In form, I have never seen an SM video whose production values are as consistent, high, and well-thought-out as those in The Pain Game. The camera-work is smooth and completely professional: no pets stroll across the set, there are no sudden accidental shots of the cameraman’s hangnail, and there are no jerky pans. The camera doesn’t sit on its tripod like some freshman top waiting for someone to do something, it actually moves: it seeks the bottom’s face as Brad relaxes into pain and the moment; it searches out the pinched nipple compressed before his meaty chest; it follows the flat slap of the cat on his back, stays with the needle entering Creed’s flesh, and caresses the zipper tracks that purple up like Anne Rice prose in the fleshly scrolls that spring from two wings of clothespins and curve across her back like sound holes in a violin’s face. The lights are always warm enough to show if the actors’ skins perspire, but never so hot their dewdrops glare. Wherever the camera looks there is no hardware, just illumination. The score is exactly right for intimate one-on-one scenes, supporting the action and the journeys without intruding or demanding attention for itself.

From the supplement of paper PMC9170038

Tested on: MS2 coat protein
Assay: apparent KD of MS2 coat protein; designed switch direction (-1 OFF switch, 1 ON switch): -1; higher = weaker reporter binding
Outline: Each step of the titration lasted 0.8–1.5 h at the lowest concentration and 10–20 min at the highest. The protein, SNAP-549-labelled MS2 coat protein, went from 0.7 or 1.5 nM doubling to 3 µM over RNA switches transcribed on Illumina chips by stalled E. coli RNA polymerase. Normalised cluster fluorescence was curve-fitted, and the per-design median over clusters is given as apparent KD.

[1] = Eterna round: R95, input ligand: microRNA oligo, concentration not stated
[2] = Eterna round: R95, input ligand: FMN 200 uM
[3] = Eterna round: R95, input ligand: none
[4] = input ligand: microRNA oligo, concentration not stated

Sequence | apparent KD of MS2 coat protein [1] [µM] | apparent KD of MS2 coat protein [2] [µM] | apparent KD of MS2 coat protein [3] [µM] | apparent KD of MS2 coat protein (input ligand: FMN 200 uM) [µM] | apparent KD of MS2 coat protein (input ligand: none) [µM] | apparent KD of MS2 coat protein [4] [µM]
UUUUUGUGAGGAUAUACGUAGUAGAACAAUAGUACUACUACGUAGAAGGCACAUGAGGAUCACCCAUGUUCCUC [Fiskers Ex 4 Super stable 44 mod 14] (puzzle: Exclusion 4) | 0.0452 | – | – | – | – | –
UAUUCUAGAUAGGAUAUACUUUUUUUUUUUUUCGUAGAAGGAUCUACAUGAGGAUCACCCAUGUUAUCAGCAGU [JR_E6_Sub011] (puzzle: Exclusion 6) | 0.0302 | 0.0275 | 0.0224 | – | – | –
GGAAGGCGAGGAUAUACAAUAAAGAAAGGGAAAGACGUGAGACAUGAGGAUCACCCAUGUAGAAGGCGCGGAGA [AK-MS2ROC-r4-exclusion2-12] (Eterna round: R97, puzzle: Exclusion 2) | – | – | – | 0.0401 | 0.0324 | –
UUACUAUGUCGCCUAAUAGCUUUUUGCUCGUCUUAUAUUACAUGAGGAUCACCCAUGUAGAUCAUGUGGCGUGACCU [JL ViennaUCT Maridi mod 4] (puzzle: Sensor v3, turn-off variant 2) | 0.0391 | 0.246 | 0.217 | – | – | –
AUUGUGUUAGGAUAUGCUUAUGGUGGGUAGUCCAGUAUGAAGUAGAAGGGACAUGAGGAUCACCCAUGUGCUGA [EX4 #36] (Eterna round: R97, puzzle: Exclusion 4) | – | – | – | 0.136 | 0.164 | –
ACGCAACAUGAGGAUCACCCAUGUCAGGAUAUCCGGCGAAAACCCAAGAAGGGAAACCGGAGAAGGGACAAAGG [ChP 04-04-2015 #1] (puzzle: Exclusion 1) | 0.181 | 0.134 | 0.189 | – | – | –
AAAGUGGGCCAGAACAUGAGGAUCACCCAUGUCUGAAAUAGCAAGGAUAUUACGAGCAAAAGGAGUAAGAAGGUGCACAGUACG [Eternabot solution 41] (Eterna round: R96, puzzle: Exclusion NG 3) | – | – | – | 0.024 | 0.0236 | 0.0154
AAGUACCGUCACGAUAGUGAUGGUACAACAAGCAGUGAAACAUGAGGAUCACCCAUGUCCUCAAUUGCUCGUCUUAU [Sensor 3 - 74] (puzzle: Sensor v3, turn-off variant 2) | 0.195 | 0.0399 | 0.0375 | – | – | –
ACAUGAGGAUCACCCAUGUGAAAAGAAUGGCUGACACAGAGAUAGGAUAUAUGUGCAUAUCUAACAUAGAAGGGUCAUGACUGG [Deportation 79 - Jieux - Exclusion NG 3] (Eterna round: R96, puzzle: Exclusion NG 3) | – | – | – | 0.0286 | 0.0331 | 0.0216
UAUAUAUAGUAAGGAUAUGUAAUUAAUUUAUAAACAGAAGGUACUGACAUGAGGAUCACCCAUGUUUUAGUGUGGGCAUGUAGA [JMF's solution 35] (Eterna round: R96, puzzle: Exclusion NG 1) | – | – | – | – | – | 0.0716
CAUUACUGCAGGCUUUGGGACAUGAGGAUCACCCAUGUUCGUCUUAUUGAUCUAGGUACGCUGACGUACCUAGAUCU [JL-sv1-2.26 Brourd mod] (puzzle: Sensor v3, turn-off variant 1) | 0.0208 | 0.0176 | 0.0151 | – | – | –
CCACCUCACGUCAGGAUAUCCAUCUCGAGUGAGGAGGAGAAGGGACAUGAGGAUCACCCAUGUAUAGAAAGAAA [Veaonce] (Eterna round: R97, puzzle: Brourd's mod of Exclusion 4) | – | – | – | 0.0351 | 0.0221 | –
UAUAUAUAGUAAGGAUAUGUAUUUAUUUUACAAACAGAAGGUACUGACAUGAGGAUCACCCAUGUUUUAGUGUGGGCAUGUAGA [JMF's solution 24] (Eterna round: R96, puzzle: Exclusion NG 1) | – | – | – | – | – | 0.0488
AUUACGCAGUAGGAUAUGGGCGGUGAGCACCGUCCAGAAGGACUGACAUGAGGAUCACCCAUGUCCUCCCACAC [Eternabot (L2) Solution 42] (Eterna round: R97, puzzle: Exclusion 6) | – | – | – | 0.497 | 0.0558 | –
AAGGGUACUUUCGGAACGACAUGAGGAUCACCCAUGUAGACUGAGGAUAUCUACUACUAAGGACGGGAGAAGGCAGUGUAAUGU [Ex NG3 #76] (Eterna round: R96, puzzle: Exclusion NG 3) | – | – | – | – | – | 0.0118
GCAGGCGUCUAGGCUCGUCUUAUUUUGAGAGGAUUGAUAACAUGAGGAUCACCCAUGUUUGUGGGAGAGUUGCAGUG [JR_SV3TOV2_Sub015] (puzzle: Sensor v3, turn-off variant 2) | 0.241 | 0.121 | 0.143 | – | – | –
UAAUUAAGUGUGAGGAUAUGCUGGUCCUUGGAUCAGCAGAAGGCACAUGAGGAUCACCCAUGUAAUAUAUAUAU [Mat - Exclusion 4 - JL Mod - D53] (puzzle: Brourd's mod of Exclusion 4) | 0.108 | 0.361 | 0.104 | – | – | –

More and more as the video proceeds, Cléo Dubois, not Mistress Cléo, answers content questions for an off-camera interviewer, and her answers flesh her out as a woman who has a complex history and a complex set of relationships with her life, her SM, and her communities of the living and the dead. Here I bow to my own prejudice: the people she names and the people whose pictures she displays were among the dearest and most valiant pioneers of a lifestyle that used to be the SM community, and persists now in tiny pockets off the beaten track. It is a way of being, not a set of things to do, that the young mistress I mentioned earlier thinks she understands but does not.

 

At least yet. In part, Cléo Dubois made The Pain Game be a memorial to those people and to their time, and so in part she made it be a video that may educate nubies with eyes to see. Then they, too, may learn what it is about this erotic practice and art form that has made it sacred, and that has enabled it to persist from one century to the next, from one millennium to another, celebrated and honored among those who know from paintings on the potsherds of one society to the videos of another.